When was the last time you visited the Grand Canyon? Driving by car or RV is a great, fun way to see this great spectacle. One of the most exciting ways of visiting is to leave your RV at Williams, Arizona, and ride the train. I can remember the train rumbling into the South Rim Station before it ceased
operation in 1968. Now, since its reopening in 1989, people are again able to ride to the rim in style. The old cars are refurbished and drawn by good old nostalgic steam engines, although once it gets cold in the fall they switch to diesels.
The trip starts from the historic Williams Depot, now fully restored to its former grandeur. Nearby is the brand new southern style Fray Marcos Hotel, now called the Grand Canyon Railway Hotel, with 196 rooms, is handy for travellers who want to stay in Williams overnight.
The Grand Canyon Railway RV Park is across the street from the hotel and the train depot which means there is easy access to the train when it’s time for your train ride to the canyon. Campers can also get away from the noise of town by driving a few minutes north to the Williams KOA and leave their rigs while they visit the canyon.
The train leaves for the canyon right after an exciting shoot-out at the corral. At first you cross several miles of open grassland shadowed by a few volcanic cinder cones. I saw a cattle roundup in progress on my last trip there. Later the open landscape is replaced by the green shade of evergreen trees. After executing a couple of loops,
where the train almost runs back over itself, you begin to climb to the rim of the canyon.
You can see it on television a dozen times, but the wonder and amazement of the first view of the great canyon will stay with the visitor for a lifetime. The Grand Canyon is a mile deep and perhaps eighteen miles wide. Erosion has created freestanding buttes and mesas as well as several steep sections of cliffs. The morning or evening sun blends with the natural colours of the rock layers to create a kaleidoscope of reds, purples and mauves that change steadily as the light level changes.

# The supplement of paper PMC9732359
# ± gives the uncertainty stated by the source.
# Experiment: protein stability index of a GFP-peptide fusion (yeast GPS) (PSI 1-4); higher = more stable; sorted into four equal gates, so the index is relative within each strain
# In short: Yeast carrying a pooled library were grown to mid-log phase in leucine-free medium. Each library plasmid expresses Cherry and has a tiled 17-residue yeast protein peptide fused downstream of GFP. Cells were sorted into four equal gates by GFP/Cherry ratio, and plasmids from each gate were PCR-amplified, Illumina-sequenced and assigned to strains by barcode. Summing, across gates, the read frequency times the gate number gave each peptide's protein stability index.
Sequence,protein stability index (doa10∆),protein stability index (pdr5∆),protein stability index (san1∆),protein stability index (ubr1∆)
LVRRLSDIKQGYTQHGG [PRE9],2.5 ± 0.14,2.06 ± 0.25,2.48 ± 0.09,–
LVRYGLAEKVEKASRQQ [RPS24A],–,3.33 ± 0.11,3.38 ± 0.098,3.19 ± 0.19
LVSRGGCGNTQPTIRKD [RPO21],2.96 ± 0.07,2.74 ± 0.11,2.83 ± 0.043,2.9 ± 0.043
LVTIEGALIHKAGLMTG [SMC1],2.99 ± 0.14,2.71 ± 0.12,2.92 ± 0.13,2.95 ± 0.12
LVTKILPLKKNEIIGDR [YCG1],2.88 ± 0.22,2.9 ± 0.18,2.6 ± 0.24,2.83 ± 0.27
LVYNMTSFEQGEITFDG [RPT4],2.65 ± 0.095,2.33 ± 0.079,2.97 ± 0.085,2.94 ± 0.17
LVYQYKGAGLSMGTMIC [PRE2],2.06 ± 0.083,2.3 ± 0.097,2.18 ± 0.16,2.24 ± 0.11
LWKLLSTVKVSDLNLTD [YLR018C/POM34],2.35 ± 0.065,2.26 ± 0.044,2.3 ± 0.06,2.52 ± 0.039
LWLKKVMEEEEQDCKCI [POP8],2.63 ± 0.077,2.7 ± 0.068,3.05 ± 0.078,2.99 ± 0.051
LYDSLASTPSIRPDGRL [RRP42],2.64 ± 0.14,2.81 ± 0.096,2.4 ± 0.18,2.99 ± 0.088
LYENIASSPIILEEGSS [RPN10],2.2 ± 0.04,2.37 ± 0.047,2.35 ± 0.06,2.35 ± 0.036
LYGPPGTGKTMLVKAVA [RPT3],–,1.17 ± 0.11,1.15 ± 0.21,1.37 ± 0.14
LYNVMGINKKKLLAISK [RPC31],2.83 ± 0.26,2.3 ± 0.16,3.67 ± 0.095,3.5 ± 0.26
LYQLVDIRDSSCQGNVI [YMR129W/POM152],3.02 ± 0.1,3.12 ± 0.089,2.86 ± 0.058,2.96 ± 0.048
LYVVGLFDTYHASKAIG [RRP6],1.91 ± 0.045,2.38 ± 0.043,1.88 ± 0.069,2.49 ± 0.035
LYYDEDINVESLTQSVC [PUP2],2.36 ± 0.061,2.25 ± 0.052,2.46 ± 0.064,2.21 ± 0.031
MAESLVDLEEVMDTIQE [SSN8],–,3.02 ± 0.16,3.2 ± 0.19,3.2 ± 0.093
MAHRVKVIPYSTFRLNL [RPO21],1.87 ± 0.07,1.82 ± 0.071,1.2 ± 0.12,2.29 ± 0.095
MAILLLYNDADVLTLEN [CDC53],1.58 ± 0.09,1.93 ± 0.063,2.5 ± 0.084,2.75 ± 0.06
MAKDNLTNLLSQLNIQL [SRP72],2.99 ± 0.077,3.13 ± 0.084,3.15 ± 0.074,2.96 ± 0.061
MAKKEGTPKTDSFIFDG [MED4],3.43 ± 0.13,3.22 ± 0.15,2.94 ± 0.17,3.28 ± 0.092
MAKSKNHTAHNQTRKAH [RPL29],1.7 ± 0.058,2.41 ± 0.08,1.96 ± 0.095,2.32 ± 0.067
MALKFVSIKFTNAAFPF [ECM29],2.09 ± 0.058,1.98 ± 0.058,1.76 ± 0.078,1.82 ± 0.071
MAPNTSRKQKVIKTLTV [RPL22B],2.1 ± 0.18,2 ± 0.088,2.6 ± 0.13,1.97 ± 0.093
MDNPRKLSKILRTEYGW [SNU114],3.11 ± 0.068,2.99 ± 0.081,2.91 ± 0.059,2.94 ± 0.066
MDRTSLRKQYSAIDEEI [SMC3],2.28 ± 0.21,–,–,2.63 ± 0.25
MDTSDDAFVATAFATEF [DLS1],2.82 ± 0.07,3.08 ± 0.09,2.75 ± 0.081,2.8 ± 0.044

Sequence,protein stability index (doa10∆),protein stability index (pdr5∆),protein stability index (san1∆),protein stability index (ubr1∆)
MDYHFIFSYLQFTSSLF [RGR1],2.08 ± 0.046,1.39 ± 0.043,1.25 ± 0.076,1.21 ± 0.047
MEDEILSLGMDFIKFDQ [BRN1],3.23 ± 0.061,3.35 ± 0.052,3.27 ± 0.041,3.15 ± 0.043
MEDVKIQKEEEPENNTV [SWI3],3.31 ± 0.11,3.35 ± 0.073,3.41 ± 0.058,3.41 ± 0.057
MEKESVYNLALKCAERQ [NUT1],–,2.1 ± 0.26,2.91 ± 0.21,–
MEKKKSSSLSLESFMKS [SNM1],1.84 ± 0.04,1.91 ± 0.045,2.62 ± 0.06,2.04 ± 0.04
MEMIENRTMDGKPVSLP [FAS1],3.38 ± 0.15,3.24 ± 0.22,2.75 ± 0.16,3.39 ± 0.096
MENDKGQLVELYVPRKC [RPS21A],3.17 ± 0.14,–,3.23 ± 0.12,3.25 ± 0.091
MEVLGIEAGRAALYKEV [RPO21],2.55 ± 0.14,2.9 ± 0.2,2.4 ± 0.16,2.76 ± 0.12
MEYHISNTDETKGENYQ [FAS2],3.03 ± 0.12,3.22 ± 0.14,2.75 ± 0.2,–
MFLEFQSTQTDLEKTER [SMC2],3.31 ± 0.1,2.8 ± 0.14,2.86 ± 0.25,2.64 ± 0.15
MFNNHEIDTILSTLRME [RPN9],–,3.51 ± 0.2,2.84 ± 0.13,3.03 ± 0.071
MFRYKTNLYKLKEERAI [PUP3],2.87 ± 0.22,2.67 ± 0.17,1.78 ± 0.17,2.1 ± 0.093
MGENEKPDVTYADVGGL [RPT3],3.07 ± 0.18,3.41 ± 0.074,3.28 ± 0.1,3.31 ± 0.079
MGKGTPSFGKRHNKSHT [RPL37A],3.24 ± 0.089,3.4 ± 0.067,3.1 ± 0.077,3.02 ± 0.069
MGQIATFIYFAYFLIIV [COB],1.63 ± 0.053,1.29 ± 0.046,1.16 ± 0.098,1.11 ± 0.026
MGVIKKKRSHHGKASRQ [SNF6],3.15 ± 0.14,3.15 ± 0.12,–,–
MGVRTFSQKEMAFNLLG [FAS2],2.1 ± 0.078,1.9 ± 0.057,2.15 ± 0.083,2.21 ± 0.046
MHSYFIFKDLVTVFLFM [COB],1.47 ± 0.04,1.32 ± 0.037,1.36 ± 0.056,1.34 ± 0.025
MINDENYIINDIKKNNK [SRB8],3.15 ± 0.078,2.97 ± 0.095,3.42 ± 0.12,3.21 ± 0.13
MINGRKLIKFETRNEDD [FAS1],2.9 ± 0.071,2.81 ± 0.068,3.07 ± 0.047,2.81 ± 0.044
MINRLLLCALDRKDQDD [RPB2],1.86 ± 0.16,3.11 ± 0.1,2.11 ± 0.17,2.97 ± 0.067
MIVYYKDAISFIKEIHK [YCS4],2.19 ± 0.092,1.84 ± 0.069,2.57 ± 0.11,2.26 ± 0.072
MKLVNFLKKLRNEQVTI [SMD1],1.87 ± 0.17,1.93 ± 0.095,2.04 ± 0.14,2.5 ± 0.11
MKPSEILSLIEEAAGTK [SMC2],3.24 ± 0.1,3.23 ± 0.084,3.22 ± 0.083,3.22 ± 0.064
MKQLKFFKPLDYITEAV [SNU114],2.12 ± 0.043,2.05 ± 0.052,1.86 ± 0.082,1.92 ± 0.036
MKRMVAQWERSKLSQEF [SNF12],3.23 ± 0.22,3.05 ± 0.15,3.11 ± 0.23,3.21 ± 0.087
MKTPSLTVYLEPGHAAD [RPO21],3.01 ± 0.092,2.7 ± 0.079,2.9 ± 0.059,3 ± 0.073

Time will be short if you go up just for the day,
so the obvious thing to do is to book an overnight trip go up on the train and stay at one of the Grand Canyon National Park Lodges. There are several lodges, all with good rooms, excellent food, and with prices to accommodate almost any wallet. We stayed at the Maswik Lodge and found it very comfortable. You can exit right onto the rim from some lodgings, but you’re never very far from a shuttle stop so it doesn’t matter which one you choose. You can ride to the end of the paved trail along the edge, and walk back at your leisure. That’s nice, and no vehicle to park, or to have to go back to get. It’s like being young again with no worries. Just wander as you wish and stop where you want to.
I suggest riding the shuttle east, getting off at either Pipe Creek Vista stop, or the South Kaibab Trail stop, and walking back along the trail which edges the top of the canyon wall. The views are great, and you’ll likely find solitude along the way. It seems not too many people take the time to get away from the crowd.
You can also book bus tours to take you to the more remote parts of the rim. These tours are well worth the money and the scenic overlooks you will stop at provide excellent views into the canyon.
For more than four decades James Stoness has travelled the roads of North America, photographing and writing about what he has seen. His travel articles and beautiful pictures have been published in several magazines and newspapers. He is also the author of five western novels. Visit his website at: www.stonesstravelguides.com.